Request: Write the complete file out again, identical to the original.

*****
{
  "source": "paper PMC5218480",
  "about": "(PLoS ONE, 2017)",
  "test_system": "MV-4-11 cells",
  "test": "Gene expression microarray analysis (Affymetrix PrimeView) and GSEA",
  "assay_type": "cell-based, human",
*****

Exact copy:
{
  "source": "paper PMC5218480",
  "about": "(PLoS ONE, 2017)",
  "test_system": "MV-4-11 cells",
  "test": "Gene expression microarray analysis (Affymetrix PrimeView) and GSEA",
  "assay_type": "cell-based, human",